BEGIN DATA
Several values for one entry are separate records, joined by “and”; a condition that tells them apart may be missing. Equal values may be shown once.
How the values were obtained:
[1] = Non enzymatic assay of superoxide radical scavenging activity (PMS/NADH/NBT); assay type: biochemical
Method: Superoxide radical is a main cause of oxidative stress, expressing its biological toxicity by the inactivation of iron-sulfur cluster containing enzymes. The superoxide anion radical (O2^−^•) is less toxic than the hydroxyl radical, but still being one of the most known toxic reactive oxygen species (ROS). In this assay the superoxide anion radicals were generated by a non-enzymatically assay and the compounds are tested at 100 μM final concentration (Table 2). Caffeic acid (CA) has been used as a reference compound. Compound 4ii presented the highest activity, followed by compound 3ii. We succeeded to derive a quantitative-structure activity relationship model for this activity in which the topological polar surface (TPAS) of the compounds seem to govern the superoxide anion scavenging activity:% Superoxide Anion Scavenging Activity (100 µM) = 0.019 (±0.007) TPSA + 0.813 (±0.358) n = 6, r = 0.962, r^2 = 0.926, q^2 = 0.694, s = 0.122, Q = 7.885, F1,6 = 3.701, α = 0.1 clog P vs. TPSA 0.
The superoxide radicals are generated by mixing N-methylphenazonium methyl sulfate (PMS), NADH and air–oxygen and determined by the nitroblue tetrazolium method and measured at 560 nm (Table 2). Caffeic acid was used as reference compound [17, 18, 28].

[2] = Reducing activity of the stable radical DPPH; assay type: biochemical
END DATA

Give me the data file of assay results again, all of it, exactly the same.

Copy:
Several values for one entry are separate records, joined by “and”; a condition that tells them apart may be missing. Equal values may be shown once.
How the values were obtained:
[1] = Non enzymatic assay of superoxide radical scavenging activity (PMS/NADH/NBT); assay type: biochemical
Method: Superoxide radical is a main cause of oxidative stress, expressing its biological toxicity by the inactivation of iron-sulfur cluster containing enzymes. The superoxide anion radical (O2^−^•) is less toxic than the hydroxyl radical, but still being one of the most known toxic reactive oxygen species (ROS). In this assay the superoxide anion radicals were generated by a non-enzymatically assay and the compounds are tested at 100 μM final concentration (Table 2). Caffeic acid (CA) has been used as a reference compound. Compound 4ii presented the highest activity, followed by compound 3ii. We succeeded to derive a quantitative-structure activity relationship model for this activity in which the topological polar surface (TPAS) of the compounds seem to govern the superoxide anion scavenging activity:% Superoxide Anion Scavenging Activity (100 µM) = 0.019 (±0.007) TPSA + 0.813 (±0.358) n = 6, r = 0.962, r^2 = 0.926, q^2 = 0.694, s = 0.122, Q = 7.885, F1,6 = 3.701, α = 0.1 clog P vs. TPSA 0.
The superoxide radicals are generated by mixing N-methylphenazonium methyl sulfate (PMS), NADH and air–oxygen and determined by the nitroblue tetrazolium method and measured at 560 nm (Table 2). Caffeic acid was used as reference compound [17, 18, 28].

[2] = Reducing activity of the stable radical DPPH; assay type: biochemical